Nationally there are a lot of organizations working to end hunger, at least for today. Many of them may work in your community. Soup kitchens, food pantries, Meals on Wheels, and food rescue organizations all provide opportunities for volunteers year round!

Soup kitchens/free food lines. These groups need help every day they serve. In my community, a hearty lunch is served six days a week. Clients can come back for seconds, and if there are leftovers, they can carry them out, as well.

What kind of help is needed? Check with your local group. On a daily basis food must be prepped and served; dishes and work space must be cleaned. If you want client-facing duty, you probably can do that. If you prefer prep or clean-up, there’s plenty to do there, too!

Besides daily duty, your group may need organizational help, writing grant proposals, scheduling volunteers, or other administrative services.

Food pantries/food banks. Here again, hundreds of volunteer hours are needed to make these work. The food pantries in our area all belong to a larger network. Though they have common sources of food, they staff independently with volunteers. Again, client-facing people are needed as well as those to write grant proposals, pick up and deliver food, clean the facility, etc.

My nearest food pantry provides food as well as some children’s clothing. When I volunteered yesterday (first time but not my last!) I sorted clothing to transition from fall/winter to spring/summer items.

Meal on Wheels. As of a year ago, my local Meals on Wheels group had almost 200 clients to whom they delivered food regularly. Imagine how many volunteers are needed to prepare, pick up, and deliver these meals. Volunteers often develop personal relationships with clients, and they can be on the front lines for noticing when circumstances for someone have deteriorated.

Find out how you can help from the Meals on Wheels volunteer webpage.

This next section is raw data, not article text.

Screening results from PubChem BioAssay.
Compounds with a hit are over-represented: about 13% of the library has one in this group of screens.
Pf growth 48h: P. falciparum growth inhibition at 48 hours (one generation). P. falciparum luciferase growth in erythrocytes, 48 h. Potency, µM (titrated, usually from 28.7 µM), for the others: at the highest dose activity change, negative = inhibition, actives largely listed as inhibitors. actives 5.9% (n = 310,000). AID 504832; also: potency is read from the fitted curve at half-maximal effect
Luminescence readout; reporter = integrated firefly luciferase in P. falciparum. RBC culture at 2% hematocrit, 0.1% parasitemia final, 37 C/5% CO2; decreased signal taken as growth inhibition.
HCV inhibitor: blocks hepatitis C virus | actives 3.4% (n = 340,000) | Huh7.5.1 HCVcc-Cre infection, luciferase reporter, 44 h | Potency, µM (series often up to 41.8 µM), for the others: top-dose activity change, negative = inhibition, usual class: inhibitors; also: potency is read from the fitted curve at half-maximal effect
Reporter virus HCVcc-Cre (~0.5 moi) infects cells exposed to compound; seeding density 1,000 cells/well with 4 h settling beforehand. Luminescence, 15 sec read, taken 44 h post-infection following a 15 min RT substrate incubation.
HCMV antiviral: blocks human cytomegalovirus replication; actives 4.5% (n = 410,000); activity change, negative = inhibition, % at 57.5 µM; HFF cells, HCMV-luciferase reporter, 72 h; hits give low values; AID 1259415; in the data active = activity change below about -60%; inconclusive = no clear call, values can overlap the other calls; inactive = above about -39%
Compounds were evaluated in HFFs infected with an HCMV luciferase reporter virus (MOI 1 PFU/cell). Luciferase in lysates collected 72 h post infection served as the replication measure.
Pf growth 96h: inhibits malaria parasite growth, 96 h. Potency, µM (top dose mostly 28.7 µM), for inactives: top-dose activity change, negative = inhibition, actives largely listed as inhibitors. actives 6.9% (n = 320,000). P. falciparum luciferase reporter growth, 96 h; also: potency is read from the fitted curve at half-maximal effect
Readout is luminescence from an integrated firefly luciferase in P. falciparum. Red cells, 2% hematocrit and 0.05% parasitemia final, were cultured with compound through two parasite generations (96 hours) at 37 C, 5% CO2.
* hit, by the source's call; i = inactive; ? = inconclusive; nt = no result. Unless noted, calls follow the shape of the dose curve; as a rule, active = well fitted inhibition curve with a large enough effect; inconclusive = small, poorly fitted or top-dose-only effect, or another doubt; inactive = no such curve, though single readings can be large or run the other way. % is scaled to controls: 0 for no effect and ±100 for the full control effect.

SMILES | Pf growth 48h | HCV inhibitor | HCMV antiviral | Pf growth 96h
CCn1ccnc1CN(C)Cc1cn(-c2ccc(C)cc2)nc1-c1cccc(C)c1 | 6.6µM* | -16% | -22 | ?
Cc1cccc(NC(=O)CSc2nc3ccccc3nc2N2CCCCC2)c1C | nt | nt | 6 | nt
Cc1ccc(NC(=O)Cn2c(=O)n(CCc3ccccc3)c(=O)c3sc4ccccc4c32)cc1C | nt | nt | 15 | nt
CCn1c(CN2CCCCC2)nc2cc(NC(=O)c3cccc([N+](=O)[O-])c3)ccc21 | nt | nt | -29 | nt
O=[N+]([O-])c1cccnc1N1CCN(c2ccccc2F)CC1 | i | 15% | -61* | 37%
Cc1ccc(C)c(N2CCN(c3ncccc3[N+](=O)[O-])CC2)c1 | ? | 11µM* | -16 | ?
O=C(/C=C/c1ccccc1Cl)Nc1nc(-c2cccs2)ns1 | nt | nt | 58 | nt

Food rescue organizations.

Food rescue, also called food recovery, is the practice of safely retrieving edible food that would otherwise go to waste, and distributing it to those in need.The recovered food is edible, but often not saleable. Products that are at or past their “sell by” dates or are imperfect in any way – a bruised apple or day-old bread – are donated by grocery stores, food vendors, restaurants, and farmers markets. Other times, the food is unblemished, but restaurants may have made or ordered too much, or may have edible pieces of food (such as scraps of fish or meat) that are byproducts of process of preparing foods to cook and serve. In addition, food manufacturers may donate product that marginally fails quality control or that has become short-dated.

In my community, a group called Table to Table moves edible food from restaurants, coffee shops, groceries, drug stores, and institutional kitchens to recipient agencies. Those agencies are the same food pantries, free lunch lines, and Meals on Wheels-type organizations mentioned above. This is an essential link in the chain that helps feed the hungry.

Find Out More

To find out more about hunger in America and how you can help, visit feedingamerica.org.